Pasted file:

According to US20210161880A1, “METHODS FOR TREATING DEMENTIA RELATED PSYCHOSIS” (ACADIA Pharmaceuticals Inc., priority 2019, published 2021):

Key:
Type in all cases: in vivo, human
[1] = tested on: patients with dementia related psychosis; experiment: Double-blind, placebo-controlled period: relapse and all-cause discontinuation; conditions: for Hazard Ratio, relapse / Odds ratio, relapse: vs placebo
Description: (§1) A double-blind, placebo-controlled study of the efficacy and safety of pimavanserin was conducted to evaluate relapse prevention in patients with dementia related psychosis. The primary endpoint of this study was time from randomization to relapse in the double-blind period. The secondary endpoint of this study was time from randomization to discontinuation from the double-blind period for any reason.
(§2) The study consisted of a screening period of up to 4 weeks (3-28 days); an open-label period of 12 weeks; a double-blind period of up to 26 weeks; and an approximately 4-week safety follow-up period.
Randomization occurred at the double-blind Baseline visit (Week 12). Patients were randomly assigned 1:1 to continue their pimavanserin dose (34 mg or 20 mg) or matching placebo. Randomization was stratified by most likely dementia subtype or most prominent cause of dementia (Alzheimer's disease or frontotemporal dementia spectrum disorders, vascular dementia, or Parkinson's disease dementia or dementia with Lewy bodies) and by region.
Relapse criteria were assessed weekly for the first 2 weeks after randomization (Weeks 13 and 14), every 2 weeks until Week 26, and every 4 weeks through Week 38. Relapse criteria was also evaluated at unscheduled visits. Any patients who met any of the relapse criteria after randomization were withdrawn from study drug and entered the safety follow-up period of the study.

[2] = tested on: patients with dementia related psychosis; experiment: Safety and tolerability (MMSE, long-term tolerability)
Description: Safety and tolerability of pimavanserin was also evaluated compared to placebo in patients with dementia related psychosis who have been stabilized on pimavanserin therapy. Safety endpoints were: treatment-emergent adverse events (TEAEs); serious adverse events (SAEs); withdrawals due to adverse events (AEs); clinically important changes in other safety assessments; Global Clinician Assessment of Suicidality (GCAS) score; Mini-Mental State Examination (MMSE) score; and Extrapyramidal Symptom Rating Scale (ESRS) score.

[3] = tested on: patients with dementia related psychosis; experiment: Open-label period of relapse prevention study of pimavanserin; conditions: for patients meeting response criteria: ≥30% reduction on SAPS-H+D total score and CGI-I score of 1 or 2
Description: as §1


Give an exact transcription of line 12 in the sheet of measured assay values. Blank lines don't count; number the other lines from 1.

Description: as §1